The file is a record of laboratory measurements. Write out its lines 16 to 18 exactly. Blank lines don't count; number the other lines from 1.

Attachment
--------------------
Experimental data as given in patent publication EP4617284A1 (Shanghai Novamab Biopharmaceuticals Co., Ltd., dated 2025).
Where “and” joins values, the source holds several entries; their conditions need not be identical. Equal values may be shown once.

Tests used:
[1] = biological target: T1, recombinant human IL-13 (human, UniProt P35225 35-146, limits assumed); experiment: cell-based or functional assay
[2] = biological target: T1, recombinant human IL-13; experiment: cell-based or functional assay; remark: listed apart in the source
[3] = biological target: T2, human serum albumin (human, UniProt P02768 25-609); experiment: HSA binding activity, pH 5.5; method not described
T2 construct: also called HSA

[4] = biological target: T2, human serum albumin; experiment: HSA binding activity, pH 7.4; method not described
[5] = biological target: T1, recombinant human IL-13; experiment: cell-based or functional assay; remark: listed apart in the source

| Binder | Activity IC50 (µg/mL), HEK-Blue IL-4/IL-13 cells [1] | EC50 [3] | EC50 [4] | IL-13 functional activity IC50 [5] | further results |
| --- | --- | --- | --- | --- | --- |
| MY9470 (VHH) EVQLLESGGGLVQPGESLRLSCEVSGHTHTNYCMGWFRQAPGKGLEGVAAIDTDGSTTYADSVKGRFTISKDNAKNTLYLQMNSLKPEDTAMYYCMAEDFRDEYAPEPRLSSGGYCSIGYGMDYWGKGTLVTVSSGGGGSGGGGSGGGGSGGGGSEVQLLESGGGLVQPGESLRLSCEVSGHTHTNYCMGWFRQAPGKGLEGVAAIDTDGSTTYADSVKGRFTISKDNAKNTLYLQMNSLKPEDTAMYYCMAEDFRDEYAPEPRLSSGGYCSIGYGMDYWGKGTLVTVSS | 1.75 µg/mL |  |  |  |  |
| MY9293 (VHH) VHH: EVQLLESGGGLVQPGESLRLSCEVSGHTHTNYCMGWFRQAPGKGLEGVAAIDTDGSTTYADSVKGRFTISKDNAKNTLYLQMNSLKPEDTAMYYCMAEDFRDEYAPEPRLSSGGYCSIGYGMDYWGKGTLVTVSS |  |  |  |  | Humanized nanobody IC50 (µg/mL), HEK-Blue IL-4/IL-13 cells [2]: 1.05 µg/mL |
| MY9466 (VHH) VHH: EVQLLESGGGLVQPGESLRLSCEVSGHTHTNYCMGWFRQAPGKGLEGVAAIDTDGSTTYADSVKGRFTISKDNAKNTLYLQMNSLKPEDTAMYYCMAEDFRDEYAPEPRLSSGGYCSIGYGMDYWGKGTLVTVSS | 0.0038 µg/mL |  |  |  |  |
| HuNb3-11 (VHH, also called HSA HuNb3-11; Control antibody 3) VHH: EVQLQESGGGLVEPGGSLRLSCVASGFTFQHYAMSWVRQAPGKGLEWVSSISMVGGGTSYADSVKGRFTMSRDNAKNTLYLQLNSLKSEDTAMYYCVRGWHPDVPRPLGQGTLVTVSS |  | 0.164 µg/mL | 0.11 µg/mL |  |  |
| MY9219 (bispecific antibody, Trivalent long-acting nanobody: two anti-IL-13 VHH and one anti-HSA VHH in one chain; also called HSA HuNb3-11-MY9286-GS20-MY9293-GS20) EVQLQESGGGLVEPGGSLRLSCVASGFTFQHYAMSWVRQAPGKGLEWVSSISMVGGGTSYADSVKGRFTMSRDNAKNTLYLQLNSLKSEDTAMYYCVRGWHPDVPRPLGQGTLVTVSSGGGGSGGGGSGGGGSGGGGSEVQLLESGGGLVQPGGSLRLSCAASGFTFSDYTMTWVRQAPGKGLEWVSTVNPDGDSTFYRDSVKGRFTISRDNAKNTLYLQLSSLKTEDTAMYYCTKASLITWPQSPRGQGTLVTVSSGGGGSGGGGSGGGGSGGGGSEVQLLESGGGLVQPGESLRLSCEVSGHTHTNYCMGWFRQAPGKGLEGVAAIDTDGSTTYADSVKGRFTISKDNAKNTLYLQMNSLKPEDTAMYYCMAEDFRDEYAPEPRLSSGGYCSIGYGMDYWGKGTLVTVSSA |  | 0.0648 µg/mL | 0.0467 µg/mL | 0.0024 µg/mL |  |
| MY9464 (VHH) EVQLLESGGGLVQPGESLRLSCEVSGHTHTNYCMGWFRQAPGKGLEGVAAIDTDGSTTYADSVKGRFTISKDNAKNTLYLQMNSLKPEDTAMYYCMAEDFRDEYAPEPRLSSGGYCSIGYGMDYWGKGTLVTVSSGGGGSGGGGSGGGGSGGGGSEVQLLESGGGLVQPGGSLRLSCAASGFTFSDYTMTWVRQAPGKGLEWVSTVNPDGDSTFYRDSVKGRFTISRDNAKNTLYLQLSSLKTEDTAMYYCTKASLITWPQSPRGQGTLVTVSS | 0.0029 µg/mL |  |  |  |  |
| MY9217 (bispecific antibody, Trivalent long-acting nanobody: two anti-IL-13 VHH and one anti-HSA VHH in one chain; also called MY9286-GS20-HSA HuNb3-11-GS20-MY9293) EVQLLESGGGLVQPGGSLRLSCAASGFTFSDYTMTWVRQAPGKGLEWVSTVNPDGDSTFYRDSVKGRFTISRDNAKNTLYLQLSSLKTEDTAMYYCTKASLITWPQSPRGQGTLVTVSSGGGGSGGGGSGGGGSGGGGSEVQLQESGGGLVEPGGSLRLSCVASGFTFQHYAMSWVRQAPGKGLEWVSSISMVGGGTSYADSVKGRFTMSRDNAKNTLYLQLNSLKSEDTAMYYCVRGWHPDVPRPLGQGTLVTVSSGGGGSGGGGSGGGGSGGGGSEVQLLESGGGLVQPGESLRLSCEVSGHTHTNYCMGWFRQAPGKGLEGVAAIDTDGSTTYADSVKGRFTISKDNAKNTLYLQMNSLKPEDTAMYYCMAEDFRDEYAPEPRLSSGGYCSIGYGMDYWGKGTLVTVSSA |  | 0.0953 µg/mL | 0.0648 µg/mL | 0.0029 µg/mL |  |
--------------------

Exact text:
| MY9219 (bispecific antibody, Trivalent long-acting nanobody: two anti-IL-13 VHH and one anti-HSA VHH in one chain; also called HSA HuNb3-11-MY9286-GS20-MY9293-GS20) EVQLQESGGGLVEPGGSLRLSCVASGFTFQHYAMSWVRQAPGKGLEWVSSISMVGGGTSYADSVKGRFTMSRDNAKNTLYLQLNSLKSEDTAMYYCVRGWHPDVPRPLGQGTLVTVSSGGGGSGGGGSGGGGSGGGGSEVQLLESGGGLVQPGGSLRLSCAASGFTFSDYTMTWVRQAPGKGLEWVSTVNPDGDSTFYRDSVKGRFTISRDNAKNTLYLQLSSLKTEDTAMYYCTKASLITWPQSPRGQGTLVTVSSGGGGSGGGGSGGGGSGGGGSEVQLLESGGGLVQPGESLRLSCEVSGHTHTNYCMGWFRQAPGKGLEGVAAIDTDGSTTYADSVKGRFTISKDNAKNTLYLQMNSLKPEDTAMYYCMAEDFRDEYAPEPRLSSGGYCSIGYGMDYWGKGTLVTVSSA |  | 0.0648 µg/mL | 0.0467 µg/mL | 0.0024 µg/mL |  |
| MY9464 (VHH) EVQLLESGGGLVQPGESLRLSCEVSGHTHTNYCMGWFRQAPGKGLEGVAAIDTDGSTTYADSVKGRFTISKDNAKNTLYLQMNSLKPEDTAMYYCMAEDFRDEYAPEPRLSSGGYCSIGYGMDYWGKGTLVTVSSGGGGSGGGGSGGGGSGGGGSEVQLLESGGGLVQPGGSLRLSCAASGFTFSDYTMTWVRQAPGKGLEWVSTVNPDGDSTFYRDSVKGRFTISRDNAKNTLYLQLSSLKTEDTAMYYCTKASLITWPQSPRGQGTLVTVSS | 0.0029 µg/mL |  |  |  |  |
| MY9217 (bispecific antibody, Trivalent long-acting nanobody: two anti-IL-13 VHH and one anti-HSA VHH in one chain; also called MY9286-GS20-HSA HuNb3-11-GS20-MY9293) EVQLLESGGGLVQPGGSLRLSCAASGFTFSDYTMTWVRQAPGKGLEWVSTVNPDGDSTFYRDSVKGRFTISRDNAKNTLYLQLSSLKTEDTAMYYCTKASLITWPQSPRGQGTLVTVSSGGGGSGGGGSGGGGSGGGGSEVQLQESGGGLVEPGGSLRLSCVASGFTFQHYAMSWVRQAPGKGLEWVSSISMVGGGTSYADSVKGRFTMSRDNAKNTLYLQLNSLKSEDTAMYYCVRGWHPDVPRPLGQGTLVTVSSGGGGSGGGGSGGGGSGGGGSEVQLLESGGGLVQPGESLRLSCEVSGHTHTNYCMGWFRQAPGKGLEGVAAIDTDGSTTYADSVKGRFTISKDNAKNTLYLQMNSLKPEDTAMYYCMAEDFRDEYAPEPRLSSGGYCSIGYGMDYWGKGTLVTVSSA |  | 0.0953 µg/mL | 0.0648 µg/mL | 0.0029 µg/mL |  |